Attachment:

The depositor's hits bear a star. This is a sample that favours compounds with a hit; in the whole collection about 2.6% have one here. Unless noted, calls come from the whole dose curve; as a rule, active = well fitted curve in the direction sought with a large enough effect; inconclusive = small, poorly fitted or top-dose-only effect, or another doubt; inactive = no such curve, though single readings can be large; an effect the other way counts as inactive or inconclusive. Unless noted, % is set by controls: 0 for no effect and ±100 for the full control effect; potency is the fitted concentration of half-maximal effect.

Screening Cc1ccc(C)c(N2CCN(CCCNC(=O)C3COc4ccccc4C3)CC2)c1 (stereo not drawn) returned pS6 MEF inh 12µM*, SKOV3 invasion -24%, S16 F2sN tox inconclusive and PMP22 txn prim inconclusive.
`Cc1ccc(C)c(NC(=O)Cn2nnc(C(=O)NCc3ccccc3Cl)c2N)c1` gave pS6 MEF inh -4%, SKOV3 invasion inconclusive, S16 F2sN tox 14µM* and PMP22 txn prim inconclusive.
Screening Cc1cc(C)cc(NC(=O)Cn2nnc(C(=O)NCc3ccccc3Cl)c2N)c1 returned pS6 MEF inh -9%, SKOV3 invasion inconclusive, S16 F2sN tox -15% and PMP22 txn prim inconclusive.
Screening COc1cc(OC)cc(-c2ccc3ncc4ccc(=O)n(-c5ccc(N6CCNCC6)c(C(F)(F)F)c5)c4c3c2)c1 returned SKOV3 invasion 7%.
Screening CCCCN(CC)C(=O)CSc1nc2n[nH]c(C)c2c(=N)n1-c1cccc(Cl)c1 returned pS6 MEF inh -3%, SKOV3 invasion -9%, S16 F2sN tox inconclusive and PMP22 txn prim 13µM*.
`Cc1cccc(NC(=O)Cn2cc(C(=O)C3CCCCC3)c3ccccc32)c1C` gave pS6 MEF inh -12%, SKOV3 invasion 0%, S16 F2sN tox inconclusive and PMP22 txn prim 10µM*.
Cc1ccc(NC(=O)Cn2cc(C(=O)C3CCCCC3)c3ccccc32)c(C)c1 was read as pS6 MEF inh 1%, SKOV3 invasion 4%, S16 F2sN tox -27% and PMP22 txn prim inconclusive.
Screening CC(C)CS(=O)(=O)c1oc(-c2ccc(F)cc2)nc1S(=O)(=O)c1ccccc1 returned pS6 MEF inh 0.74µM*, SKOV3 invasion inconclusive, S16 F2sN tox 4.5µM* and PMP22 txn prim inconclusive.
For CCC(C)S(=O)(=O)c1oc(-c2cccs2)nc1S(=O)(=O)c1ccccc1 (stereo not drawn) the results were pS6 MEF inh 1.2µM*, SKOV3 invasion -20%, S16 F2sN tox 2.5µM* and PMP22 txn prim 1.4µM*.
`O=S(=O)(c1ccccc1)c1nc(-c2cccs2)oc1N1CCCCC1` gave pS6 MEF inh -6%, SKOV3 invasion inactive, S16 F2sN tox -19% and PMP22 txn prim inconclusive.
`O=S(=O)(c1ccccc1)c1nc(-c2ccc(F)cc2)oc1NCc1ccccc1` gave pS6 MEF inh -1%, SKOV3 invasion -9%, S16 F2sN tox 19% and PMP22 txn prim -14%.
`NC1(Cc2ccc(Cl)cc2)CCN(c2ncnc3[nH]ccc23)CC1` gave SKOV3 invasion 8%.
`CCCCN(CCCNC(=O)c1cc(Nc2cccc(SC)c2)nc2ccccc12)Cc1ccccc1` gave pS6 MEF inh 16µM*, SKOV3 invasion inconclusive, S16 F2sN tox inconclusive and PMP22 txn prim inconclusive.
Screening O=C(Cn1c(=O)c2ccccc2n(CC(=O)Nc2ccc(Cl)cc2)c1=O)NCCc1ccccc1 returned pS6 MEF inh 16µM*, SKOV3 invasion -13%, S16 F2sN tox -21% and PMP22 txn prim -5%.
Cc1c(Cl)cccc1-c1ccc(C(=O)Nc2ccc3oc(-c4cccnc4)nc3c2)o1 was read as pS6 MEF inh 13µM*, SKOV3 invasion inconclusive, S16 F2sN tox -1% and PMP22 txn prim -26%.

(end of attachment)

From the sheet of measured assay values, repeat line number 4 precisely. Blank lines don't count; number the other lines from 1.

Screening Cc1cc(C)cc(NC(=O)Cn2nnc(C(=O)NCc3ccccc3Cl)c2N)c1 returned pS6 MEF inh -9%, SKOV3 invasion inconclusive, S16 F2sN tox -15% and PMP22 txn prim inconclusive.